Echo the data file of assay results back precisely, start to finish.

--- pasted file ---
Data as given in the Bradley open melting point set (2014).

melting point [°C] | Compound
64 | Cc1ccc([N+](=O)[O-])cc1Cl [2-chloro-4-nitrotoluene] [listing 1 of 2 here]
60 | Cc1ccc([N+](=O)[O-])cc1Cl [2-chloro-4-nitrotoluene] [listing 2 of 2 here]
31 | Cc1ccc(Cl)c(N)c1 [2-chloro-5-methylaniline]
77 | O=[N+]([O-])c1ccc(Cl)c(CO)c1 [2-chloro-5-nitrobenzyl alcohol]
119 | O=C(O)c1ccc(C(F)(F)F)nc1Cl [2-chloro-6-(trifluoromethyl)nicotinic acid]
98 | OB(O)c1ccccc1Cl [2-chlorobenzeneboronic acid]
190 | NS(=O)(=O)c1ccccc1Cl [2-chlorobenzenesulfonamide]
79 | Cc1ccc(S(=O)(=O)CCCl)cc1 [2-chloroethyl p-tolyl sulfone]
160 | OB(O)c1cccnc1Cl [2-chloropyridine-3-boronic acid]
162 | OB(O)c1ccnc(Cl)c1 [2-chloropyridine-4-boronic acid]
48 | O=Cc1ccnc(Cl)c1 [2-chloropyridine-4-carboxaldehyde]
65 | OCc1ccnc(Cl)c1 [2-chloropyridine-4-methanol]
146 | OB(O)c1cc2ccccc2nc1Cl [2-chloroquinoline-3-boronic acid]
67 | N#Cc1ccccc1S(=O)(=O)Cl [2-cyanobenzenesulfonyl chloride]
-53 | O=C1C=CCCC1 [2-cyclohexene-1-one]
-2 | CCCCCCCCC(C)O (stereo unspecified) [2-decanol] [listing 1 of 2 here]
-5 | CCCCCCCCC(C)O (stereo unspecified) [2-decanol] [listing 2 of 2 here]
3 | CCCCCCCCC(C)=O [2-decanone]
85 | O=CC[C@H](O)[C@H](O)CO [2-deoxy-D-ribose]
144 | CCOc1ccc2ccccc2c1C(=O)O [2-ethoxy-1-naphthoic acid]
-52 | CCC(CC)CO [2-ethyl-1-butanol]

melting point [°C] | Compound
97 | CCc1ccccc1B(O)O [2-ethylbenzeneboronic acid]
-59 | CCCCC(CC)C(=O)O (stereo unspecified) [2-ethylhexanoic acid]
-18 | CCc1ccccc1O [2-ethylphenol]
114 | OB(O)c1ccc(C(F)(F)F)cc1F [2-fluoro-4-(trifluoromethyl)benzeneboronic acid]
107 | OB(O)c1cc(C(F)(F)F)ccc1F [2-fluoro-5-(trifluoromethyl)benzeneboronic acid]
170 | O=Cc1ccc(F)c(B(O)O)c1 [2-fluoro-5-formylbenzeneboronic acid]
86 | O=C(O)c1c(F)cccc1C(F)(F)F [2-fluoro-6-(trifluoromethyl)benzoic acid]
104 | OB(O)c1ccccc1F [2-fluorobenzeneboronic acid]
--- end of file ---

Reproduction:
Data as given in the Bradley open melting point set (2014).

melting point [°C] | Compound
64 | Cc1ccc([N+](=O)[O-])cc1Cl [2-chloro-4-nitrotoluene] [listing 1 of 2 here]
60 | Cc1ccc([N+](=O)[O-])cc1Cl [2-chloro-4-nitrotoluene] [listing 2 of 2 here]
31 | Cc1ccc(Cl)c(N)c1 [2-chloro-5-methylaniline]
77 | O=[N+]([O-])c1ccc(Cl)c(CO)c1 [2-chloro-5-nitrobenzyl alcohol]
119 | O=C(O)c1ccc(C(F)(F)F)nc1Cl [2-chloro-6-(trifluoromethyl)nicotinic acid]
98 | OB(O)c1ccccc1Cl [2-chlorobenzeneboronic acid]
190 | NS(=O)(=O)c1ccccc1Cl [2-chlorobenzenesulfonamide]
79 | Cc1ccc(S(=O)(=O)CCCl)cc1 [2-chloroethyl p-tolyl sulfone]
160 | OB(O)c1cccnc1Cl [2-chloropyridine-3-boronic acid]
162 | OB(O)c1ccnc(Cl)c1 [2-chloropyridine-4-boronic acid]
48 | O=Cc1ccnc(Cl)c1 [2-chloropyridine-4-carboxaldehyde]
65 | OCc1ccnc(Cl)c1 [2-chloropyridine-4-methanol]
146 | OB(O)c1cc2ccccc2nc1Cl [2-chloroquinoline-3-boronic acid]
67 | N#Cc1ccccc1S(=O)(=O)Cl [2-cyanobenzenesulfonyl chloride]
-53 | O=C1C=CCCC1 [2-cyclohexene-1-one]
-2 | CCCCCCCCC(C)O (stereo unspecified) [2-decanol] [listing 1 of 2 here]
-5 | CCCCCCCCC(C)O (stereo unspecified) [2-decanol] [listing 2 of 2 here]
3 | CCCCCCCCC(C)=O [2-decanone]
85 | O=CC[C@H](O)[C@H](O)CO [2-deoxy-D-ribose]
144 | CCOc1ccc2ccccc2c1C(=O)O [2-ethoxy-1-naphthoic acid]
-52 | CCC(CC)CO [2-ethyl-1-butanol]

melting point [°C] | Compound
97 | CCc1ccccc1B(O)O [2-ethylbenzeneboronic acid]
-59 | CCCCC(CC)C(=O)O (stereo unspecified) [2-ethylhexanoic acid]
-18 | CCc1ccccc1O [2-ethylphenol]
114 | OB(O)c1ccc(C(F)(F)F)cc1F [2-fluoro-4-(trifluoromethyl)benzeneboronic acid]
107 | OB(O)c1cc(C(F)(F)F)ccc1F [2-fluoro-5-(trifluoromethyl)benzeneboronic acid]
170 | O=Cc1ccc(F)c(B(O)O)c1 [2-fluoro-5-formylbenzeneboronic acid]
86 | O=C(O)c1c(F)cccc1C(F)(F)F [2-fluoro-6-(trifluoromethyl)benzoic acid]
104 | OB(O)c1ccccc1F [2-fluorobenzeneboronic acid]